Whiplash Team, 19th November 2021

The importance of good brand architecture

The benefits of a brand architecture carefully tailored to the specific needs of each company are many. They go beyond order, hierarchy and clarity when launching products to the end user. They also allow cross-selling strategies, inspire new products and generate exponential growth.

Brand architecture exists for a reason: it helps to order and hierarchize a company’s portfolio of brands to give it a framework and coherence. It is a delicate job that involves not only the organization of the brands the company currently has. It also requires defining the criteria to follow when creating new brands and determining whether a new product should have its own brand, or if it should be treated, for example, as a brand extension or as a sub-brand.

The benefits of running a carefully designed brand architecture go beyond order, hierarchy, and clarity when presenting products to the end user. It also allows for introduction of cross-selling strategies or helps drive underperforming items by linking them to stronger brands, generating economies of scale in communication along the way.

On the other hand, a good brand architecture allows, in operational terms, to optimize management costs. It also detects any overlap between existing brands, whether there are conceptual inconsistencies between the brands in a given portfolio as well as what opportunities can be found to create new brands.

In any case, the creation of a branding system that includes unifying visual and contextual elements (names, symbols, colour palettes) helps to offer deliverables that last in the memory of users. Even if the company does not have many brands to make up its portfolio, good brand architecture can improve the way they are approached, marketed and communicated.

There are currently four established models of brand architecture:

  1. House of brands. In this model, different independent brands coexist for different lines of business and at the corporate level, for example in the case of the Inditex group (Zara, Bershka, Massimo Dutti, Pull & Bear, Üterque, Oshyo, Stradivarius).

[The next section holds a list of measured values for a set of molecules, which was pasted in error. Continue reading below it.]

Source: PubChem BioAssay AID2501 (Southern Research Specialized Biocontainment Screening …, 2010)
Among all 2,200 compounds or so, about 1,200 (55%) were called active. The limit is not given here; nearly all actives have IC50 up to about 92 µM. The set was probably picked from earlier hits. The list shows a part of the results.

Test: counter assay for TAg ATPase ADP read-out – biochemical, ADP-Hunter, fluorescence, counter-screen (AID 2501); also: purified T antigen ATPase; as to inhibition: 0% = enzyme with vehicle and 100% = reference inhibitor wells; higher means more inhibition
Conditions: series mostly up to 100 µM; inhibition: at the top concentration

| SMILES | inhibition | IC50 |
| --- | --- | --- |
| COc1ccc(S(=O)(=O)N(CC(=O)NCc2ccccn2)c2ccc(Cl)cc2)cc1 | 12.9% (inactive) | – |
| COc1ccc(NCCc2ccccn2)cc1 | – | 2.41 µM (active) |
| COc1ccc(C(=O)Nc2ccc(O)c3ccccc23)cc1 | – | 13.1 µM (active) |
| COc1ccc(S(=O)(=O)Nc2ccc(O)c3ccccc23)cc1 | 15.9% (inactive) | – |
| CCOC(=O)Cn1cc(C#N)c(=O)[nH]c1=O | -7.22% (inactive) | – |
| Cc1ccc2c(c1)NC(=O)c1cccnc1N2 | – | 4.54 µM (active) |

2. Branded house. This model uses a single brand at the corporate and commercial level in all products, services and business lines. Virgin Group is a good example of this model.
  3. Endorsed brand. Here the corporate brand and product or company brands are combined. The corporate brand explicitly supports those of product or group companies, as in the case of Unilever.
  4. Hybrid model. Nestlé is an example of this model where different brand architecture models are combined for different lines of business.

Although these four models are the most common, they are not a corset in any way. Brand architecture must respond to the specific needs of each company to effectively strengthen its identity, inspire new products and generate exponential growth.

Each company is unique, so we could say that the perfect architecture is one that is fully adapted to the nuances of its specific circumstances. In this sense, the case of Facebook, which began with a monolithic model, where the company and the social network shared a brand, is interesting.

After the acquisition of WhatsApp, Instagram and Oculus VR, in addition to the independence of Facebook Messenger, the launch of Workplace, Facebook Portal and Novi, the brand architecture of Mark Zuckerberg’s company resulted in a hybrid model, since each company was different, had its own values ​​and its own brand personality. Something difficult to manage in operational terms and, for the user, quite chaotic. However, in business terms, it should be noted that social platforms are strategically integrated and benefit from each other in terms of features and trajectory.

Now, after the launch of Meta as an umbrella brand, the brand architecture of the former Facebook undergoes a new metamorphosis. It is not yet clear whether it will adopt an independent brand model or a brand support model. In any case, what is clear is that the technology giant’s brand architecture has been changing and adapting to the needs of the conglomerate, although in some cases with more success than in others.

In any case, to be successful, a brand architecture project must be conceived by an “architect” with a deep and holistic understanding of the company and of its current and future strategies. The real challenge is to go beyond the limitations imposed by standardized solutions and understand that to adapt to the uniqueness of each company, its brand architecture must be tailored to its needs.

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